In the context of this exhibition, Steve Bishop’s sculpture offers a kind of dubious palliative – a hygienic treatment for verbal diarrhea. Listerine is a well-known brand of antiseptic mouthwash with a notoriously strong flavour that comes in chemical shades of blue, yellow, mauve, green and orange amongst others. Currently, eight different kinds of Listerine are on the market in the U.S. and elsewhere: Original, Cool Mint, FreshBurst, Natural Citrus, Vanilla Mint, Advanced with Tatar Control (Arctic mint), Tooth Defense (Mint Shield), and Whitening pre-brush rinse (Clean Mint). For all the help these products offer sufferers of oral problems, one notable scientific study has linked such alcohol-containing mouthwashes to the increased likelihood of developing cancer. The modern consumer ‘fix’ for oral physiology is also a kind of colourful trauma.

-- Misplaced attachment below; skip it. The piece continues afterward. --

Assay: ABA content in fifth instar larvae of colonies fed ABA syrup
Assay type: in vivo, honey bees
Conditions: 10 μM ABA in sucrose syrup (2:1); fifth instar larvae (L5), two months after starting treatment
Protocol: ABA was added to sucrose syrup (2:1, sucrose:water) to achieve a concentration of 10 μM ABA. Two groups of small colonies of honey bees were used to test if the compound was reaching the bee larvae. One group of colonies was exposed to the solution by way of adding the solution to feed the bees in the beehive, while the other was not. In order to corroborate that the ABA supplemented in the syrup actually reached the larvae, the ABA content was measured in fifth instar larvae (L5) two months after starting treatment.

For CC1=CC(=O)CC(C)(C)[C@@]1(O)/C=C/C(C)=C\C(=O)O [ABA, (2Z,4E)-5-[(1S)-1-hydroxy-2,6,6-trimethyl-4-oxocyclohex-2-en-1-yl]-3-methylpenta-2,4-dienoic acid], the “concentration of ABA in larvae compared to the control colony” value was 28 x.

Technicolour Yawn

Notes
1. Vilém Flusser, Towards a Philosophy of Photography, Reaktion Books Ltd, London, 2000, p.66.
2. Marc Augé, Non-Places, Verso, London, 1995, p.63.
3. p.64.
4. p.67
5. Fornieles’ focus in American college life relates, in part, to the historical beginnings of Facebook in Harvard.